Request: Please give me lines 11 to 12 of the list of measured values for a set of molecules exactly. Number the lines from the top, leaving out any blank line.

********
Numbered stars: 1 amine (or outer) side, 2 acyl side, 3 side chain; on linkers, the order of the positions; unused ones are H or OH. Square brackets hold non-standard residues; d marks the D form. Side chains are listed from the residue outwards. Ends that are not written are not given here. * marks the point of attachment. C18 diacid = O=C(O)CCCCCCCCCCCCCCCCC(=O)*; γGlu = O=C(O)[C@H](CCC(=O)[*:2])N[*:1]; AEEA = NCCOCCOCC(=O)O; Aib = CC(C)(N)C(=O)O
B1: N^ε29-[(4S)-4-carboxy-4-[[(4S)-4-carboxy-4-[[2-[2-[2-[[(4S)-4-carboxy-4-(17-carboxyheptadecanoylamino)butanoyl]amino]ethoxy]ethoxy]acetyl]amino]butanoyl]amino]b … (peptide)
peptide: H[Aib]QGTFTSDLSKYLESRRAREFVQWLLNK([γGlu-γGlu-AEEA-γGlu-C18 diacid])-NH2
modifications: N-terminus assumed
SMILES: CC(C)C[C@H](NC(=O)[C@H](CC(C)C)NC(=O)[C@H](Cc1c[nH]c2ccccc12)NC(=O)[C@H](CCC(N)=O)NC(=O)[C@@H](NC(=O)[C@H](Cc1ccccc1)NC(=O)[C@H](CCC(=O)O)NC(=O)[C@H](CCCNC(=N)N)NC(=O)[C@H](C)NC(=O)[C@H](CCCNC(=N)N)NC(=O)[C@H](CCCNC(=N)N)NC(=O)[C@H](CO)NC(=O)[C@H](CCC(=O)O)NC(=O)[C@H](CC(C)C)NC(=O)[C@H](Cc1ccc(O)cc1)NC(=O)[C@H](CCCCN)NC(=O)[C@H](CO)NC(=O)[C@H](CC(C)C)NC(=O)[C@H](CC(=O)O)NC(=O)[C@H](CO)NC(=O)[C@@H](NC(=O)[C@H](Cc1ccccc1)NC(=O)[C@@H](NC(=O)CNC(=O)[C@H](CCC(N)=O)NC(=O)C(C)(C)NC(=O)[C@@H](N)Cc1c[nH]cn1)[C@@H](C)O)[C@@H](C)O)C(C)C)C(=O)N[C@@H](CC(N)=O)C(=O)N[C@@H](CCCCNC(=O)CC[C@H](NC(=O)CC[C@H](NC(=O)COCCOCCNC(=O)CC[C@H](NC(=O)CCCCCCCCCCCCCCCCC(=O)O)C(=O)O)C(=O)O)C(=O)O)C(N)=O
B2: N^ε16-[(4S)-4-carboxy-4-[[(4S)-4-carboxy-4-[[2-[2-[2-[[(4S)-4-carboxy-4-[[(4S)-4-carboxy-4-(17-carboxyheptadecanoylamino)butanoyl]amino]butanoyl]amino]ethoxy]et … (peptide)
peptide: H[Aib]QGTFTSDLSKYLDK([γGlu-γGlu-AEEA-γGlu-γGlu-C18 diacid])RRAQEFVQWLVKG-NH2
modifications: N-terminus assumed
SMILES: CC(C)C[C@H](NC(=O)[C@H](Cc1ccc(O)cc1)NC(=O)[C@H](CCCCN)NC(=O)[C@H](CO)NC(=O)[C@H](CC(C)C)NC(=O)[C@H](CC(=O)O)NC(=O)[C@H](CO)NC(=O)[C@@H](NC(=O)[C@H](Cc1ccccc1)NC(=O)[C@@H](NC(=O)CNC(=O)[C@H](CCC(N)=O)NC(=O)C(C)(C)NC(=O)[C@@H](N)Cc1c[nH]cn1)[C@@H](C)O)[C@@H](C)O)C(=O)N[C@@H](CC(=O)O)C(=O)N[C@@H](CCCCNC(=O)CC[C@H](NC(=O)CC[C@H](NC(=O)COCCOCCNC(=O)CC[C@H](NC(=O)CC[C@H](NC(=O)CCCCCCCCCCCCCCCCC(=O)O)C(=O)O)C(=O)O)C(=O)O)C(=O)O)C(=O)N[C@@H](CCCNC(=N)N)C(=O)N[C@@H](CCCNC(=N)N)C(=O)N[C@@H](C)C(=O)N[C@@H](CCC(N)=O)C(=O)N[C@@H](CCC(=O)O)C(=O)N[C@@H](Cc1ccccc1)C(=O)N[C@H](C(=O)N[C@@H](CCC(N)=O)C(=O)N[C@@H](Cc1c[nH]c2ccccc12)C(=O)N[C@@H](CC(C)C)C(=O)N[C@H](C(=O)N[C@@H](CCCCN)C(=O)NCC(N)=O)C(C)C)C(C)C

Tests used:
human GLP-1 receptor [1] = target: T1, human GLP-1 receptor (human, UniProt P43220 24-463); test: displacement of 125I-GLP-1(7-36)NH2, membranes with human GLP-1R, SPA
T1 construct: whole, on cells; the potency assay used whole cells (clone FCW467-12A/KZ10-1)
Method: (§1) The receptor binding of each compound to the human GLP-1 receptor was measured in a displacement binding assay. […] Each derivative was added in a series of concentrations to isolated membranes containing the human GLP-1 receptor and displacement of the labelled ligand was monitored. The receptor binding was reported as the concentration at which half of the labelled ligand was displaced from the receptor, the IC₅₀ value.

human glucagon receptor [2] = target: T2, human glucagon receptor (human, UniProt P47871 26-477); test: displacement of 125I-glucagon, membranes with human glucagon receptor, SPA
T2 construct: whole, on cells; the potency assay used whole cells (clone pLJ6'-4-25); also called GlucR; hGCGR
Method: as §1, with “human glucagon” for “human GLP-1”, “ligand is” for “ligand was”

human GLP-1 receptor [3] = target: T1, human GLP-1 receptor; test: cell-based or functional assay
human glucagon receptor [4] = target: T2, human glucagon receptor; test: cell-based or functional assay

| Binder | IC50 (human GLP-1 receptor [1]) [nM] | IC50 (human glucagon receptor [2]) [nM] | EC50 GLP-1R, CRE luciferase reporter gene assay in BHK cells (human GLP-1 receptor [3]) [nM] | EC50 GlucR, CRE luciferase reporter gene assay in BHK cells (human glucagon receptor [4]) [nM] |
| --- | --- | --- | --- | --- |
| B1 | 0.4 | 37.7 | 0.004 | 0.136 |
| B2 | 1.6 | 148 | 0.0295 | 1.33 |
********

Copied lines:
human GLP-1 receptor [1] = target: T1, human GLP-1 receptor (human, UniProt P43220 24-463); test: displacement of 125I-GLP-1(7-36)NH2, membranes with human GLP-1R, SPA
T1 construct: whole, on cells; the potency assay used whole cells (clone FCW467-12A/KZ10-1)